You've seen 'em used: they can make a page stand out in a field, or they can drown the page in glitz. Well, now you too can break into the wonderful world of backgrounds.
First, some background background:
There are several parts to the background HTML. They are:
However, the BGCOLOR tag is good for some other things too. If Netscape can't find your background file or if the user has auto load images turned off, it will use the color instead. So, you should try to pick the predominate color of the image as the color.
Also, Netscape on Windows will use the background color as table borders (Macintosh and X actually use the background pattern, not a solid color). You'll also notice that the page background fills with this color while Netscape is waiting for the image to arrive (just think of the brain damage you can cause with a good neon color!)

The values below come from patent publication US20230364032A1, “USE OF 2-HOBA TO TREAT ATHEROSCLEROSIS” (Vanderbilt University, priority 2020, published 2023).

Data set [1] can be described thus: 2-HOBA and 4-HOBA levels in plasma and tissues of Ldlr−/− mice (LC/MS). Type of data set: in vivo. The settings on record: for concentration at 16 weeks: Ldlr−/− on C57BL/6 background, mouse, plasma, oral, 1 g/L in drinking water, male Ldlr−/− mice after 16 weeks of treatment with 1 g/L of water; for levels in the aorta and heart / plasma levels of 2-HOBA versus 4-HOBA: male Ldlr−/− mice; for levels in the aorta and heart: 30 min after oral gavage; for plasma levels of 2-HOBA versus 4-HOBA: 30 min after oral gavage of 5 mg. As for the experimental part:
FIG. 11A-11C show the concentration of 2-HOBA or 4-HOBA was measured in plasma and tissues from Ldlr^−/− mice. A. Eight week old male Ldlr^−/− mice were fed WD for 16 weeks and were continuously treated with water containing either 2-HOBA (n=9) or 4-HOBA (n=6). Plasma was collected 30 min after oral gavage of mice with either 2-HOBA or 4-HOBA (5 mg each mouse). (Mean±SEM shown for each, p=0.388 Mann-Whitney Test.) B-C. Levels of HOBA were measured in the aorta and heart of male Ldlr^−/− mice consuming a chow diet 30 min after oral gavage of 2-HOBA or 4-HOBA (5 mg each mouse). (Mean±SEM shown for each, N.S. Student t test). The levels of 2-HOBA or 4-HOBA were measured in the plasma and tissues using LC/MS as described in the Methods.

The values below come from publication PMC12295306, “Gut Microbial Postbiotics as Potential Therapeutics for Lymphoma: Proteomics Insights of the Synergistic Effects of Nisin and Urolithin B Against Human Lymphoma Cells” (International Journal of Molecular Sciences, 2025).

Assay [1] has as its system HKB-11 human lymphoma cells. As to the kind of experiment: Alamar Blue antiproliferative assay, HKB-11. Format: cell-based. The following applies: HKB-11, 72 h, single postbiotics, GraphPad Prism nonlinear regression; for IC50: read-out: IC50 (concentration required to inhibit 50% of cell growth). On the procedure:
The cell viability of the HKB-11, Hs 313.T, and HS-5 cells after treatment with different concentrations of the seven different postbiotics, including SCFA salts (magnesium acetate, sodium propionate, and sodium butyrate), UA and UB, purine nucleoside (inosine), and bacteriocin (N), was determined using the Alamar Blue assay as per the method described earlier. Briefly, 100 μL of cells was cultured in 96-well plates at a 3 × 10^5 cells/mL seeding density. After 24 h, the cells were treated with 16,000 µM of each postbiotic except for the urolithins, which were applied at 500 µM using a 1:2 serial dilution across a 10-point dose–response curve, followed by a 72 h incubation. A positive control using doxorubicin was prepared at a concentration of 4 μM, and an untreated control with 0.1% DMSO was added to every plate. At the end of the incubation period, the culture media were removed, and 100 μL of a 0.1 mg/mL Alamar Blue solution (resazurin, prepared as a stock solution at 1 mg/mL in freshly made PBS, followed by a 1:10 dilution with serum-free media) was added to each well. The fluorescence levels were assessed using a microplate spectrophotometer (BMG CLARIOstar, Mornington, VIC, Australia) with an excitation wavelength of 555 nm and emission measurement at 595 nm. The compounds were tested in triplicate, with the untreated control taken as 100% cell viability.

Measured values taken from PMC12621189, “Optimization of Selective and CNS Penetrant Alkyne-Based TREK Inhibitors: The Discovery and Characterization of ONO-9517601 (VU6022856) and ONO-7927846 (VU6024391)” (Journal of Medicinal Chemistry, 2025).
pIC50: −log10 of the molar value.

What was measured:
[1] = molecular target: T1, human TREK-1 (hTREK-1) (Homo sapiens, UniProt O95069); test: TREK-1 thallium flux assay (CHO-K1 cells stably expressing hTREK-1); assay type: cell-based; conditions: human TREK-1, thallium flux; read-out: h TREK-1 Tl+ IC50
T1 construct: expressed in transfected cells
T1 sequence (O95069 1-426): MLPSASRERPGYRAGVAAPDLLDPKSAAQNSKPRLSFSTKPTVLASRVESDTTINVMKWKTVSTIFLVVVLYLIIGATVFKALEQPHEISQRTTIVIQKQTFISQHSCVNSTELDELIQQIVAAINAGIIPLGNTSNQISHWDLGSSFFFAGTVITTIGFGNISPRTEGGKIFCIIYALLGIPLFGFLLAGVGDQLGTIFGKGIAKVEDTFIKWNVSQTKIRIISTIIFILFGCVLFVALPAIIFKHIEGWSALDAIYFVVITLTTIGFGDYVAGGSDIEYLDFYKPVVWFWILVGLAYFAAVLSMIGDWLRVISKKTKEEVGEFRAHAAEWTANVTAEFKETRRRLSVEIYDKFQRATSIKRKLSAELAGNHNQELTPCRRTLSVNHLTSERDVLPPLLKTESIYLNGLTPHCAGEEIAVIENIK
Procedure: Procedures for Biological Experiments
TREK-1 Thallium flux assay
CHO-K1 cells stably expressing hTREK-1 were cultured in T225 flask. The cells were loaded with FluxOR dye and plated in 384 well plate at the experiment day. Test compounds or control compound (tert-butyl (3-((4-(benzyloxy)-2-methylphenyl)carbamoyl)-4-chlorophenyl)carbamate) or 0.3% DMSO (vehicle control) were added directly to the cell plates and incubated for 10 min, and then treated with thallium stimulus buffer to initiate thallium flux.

Finally, if your background image is a transparent GIF (yup, you can do that), the BGCOLOR color determines the color "behind" the GIF. While that's moderately interesting, you can produce the same effect with a paint can in Photoshop.
Here is an example of the HTML:
<BODY BACKGROUND="./foo.gif" BGCOLOR="#000000" TEXT="#ffffff" LINK="#00ffff" VLINK="#ffff00">Now there is one important thing about backgrounds that you should understand: the document will not begin layout at all until the background file has been completely downloaded. This means that the user will be staring at: nothing! So, what do you do? Keep your backgrounds very very small, so they load quickly. Here are some small backgrounds (all less than 850 bytes).
So what are these numbers, anyway, this #FF00FF stuff? Well, it's the hexidecimal value of Red, Green, and Blue for that color. If you don't have a handy tool that will do it for you, check out the following sites:
If you're dying for some real backrounds to work with, try: